As was the case with Goldschmidt, the Cardinals moved to lock Mikolas up. In February, the pitcher agreed to a four-year extension guaranteeing him $68 million for the 2020 through 2023 seasons.
However, Mikolas did not perform at the same high level in 2019. Over the same number of starts, 32, his win total was cut in half, his ERA increased to 4.40 and his bWAR fell to 1.7.
- Ozuna Up or Up and Out?
A third key Cardinal on a contract set to conclude in 2019 was left fielder Marcell Ozuna. The now-29 year old played two seasons with St. Louis after having been acquired from Miami in December 2017 for four players.
Ozuna’s second year with the team opened with ongoing concerns about the strength of his throwing shoulder. His defense continued to be inconsistent in 2019, far below his Gold Glove Award-winning past level. His offense improved only slightly over 2018, and was not close to his Marlins 2017 peak.
There seemed no in-season interest on the part of the team to open contract extension talks, despite the player stating a desire to return. In the fall, the Cardinals made a one-year qualifying offer to Ozuna, knowing he would decline and giving them a 2020 draft pick if the outfielder signs elsewhere.
The Cardinals have not closed the door on Ozuna returning for 2020, nor do they appear to be aggressively pursuing him. He is rumored to be looking for more years and money than St. Louis may be willing to grant him.
Even if Ozuna signs with another team, the Cardinals are rumored to be looking for a left-handed hitting outfielder on a short-term contract.
- Bullpen Rebirth?
After a 2018 season in which the Cardinals relief corps was a major disappointment, the club moved to make improvements in 2019. I felt this would be a difference-maker during the season, and it turned out to be.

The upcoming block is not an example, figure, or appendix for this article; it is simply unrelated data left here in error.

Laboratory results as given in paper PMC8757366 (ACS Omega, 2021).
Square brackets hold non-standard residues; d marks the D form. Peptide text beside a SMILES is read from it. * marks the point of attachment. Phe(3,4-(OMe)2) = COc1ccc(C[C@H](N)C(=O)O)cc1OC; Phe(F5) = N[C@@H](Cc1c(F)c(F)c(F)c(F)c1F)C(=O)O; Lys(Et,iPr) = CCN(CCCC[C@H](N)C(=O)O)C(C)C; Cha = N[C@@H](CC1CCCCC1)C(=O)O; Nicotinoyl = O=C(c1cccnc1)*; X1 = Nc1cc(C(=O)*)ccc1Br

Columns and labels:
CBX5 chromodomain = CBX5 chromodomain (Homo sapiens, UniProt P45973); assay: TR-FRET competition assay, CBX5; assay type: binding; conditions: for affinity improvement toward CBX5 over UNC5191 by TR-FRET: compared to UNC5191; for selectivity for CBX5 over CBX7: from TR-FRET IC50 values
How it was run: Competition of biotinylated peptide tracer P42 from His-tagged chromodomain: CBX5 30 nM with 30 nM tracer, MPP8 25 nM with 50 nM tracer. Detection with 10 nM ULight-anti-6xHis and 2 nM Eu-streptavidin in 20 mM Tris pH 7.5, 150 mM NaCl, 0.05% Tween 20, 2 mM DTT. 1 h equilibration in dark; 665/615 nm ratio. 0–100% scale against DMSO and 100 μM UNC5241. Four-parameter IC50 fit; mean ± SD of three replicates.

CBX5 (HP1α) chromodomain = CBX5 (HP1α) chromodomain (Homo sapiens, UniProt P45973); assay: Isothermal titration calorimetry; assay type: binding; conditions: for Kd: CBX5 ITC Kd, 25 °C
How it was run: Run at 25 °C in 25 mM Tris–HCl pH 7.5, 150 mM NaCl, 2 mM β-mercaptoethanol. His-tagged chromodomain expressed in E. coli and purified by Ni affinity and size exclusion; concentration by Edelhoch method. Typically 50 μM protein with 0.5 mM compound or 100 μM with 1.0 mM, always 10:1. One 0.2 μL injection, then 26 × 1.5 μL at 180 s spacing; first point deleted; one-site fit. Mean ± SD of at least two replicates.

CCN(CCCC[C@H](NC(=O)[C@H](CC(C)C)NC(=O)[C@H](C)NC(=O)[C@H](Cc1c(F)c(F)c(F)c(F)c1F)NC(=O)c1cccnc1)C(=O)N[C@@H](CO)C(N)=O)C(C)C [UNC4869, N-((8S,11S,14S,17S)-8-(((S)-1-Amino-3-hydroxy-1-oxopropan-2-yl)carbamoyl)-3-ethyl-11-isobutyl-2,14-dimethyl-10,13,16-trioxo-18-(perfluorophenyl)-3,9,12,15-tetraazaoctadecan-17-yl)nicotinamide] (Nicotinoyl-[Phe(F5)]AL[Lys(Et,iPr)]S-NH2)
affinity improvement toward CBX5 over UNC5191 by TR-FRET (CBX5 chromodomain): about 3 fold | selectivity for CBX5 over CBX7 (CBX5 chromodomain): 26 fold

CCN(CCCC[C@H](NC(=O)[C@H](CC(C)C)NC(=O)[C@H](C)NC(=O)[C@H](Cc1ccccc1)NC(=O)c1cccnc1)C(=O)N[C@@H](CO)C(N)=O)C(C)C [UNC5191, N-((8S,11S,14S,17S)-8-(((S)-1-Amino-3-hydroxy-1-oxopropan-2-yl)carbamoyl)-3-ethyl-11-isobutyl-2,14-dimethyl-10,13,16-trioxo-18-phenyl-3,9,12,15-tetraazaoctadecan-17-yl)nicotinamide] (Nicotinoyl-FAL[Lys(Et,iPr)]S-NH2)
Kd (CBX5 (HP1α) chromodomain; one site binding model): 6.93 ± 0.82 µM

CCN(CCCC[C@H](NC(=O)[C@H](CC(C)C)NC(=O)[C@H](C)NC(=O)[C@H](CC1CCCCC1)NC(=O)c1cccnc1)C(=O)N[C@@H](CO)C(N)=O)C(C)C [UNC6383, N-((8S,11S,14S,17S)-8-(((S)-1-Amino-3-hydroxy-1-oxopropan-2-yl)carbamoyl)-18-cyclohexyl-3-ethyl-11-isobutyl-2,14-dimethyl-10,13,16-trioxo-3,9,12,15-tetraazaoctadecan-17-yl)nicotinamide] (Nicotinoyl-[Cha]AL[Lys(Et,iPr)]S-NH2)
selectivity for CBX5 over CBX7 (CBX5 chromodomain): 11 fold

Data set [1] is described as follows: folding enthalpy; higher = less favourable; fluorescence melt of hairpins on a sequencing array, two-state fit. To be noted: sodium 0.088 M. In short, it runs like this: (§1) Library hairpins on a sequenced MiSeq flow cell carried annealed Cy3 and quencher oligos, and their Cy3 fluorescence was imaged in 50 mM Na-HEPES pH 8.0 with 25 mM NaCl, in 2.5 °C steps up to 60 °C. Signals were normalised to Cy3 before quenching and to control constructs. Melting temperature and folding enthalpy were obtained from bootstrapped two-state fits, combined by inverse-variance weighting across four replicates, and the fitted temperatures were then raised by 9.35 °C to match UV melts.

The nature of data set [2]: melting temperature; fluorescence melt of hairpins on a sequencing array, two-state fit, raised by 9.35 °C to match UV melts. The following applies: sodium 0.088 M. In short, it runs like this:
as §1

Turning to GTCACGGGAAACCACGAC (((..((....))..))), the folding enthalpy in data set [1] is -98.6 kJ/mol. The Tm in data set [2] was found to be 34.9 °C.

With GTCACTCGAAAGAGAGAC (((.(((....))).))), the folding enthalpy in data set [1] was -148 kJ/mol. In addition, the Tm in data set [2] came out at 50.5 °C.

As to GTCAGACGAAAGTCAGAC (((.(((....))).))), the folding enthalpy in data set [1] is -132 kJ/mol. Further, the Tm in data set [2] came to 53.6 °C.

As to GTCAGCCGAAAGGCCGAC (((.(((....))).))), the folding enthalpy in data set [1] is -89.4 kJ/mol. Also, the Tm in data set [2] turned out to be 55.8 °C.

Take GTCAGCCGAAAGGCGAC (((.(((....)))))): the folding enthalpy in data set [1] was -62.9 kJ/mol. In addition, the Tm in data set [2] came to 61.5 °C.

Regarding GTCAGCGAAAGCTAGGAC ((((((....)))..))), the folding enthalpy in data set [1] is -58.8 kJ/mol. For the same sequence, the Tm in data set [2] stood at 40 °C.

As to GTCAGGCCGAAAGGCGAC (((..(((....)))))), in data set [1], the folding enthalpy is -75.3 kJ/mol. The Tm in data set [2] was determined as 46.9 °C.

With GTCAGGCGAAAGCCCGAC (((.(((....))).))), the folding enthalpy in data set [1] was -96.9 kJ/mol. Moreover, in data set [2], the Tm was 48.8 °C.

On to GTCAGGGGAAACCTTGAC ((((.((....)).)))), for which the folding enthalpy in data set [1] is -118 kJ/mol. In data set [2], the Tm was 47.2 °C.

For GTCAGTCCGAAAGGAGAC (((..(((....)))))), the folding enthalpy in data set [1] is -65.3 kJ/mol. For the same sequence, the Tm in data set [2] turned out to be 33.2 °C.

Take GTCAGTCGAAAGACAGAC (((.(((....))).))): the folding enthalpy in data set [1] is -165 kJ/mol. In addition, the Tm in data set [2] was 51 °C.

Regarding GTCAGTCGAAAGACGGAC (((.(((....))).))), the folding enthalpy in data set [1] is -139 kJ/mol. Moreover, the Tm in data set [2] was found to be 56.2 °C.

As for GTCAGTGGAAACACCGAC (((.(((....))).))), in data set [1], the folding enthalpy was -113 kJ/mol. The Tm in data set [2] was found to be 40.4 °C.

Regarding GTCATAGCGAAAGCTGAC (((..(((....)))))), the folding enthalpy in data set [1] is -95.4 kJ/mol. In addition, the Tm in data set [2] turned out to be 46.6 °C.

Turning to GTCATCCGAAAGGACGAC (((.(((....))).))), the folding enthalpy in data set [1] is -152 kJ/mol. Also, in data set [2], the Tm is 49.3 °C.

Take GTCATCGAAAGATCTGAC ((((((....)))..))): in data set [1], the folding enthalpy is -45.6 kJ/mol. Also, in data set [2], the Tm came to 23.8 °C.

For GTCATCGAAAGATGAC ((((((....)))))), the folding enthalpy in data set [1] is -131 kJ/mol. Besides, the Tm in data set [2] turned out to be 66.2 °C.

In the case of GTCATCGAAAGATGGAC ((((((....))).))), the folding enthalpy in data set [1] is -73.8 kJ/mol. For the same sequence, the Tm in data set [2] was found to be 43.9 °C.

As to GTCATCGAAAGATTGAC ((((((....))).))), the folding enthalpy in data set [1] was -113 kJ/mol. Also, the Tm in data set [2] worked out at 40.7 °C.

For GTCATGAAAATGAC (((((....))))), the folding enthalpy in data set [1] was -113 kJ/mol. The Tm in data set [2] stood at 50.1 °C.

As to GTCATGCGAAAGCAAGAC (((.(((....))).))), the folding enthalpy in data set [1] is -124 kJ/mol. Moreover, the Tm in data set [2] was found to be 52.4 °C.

St. Louis’ relievers’ aggregate ERA was 3.82, second-ranked in the entire National League. The bullpen held opposing hitters to a very strong .219 batting average against, best in all of MLB.
All this occurred despite closer Jordan Hicks blowing out his elbow in June.
Cardinals relievers to post a positive fWAR in 2019 include rookie Giovanny Gallegos, Hicks, Carlos Martinez, John Gant, Ryan Helsley and Tyler Webb. However, the most expensive new acquisition, lefty Andrew Miller, was not among them, nor was Brett Cecil, who was still/again injured.
6. Right-field Rebound
Outfielder Dexter Fowler was a huge disappointment in 2018, batting .180. Yet his contract and the hope for a rebound to prior levels of success dictated that the Cardinals would play him each day in 2019. Would a new manager in Shildt and a winter to heal enable Fowler to recover?
Fowler did improve over his lowest point, yet his 98 OPS+ in 2019 was two percent below the National League average hitter. Believe it or not, on the Cardinals offense, that made him the fourth-most productive performer, after Paul Goldschmidt, Marcell Ozuna and Kolten Wong, and ahead of Paul DeJong, Matt Carpenter, Yadier Molina and Harrison Bader.
In my final article of this annual series, I will outline my predictions for the top five St. Louis Cardinals stories of 2020.
The Cardinal Nation’s top 10 stories of the year countdown
Concluding this annual series will be my predictions of the top five Cardinals stories of 2020. Links to all stories can be found here.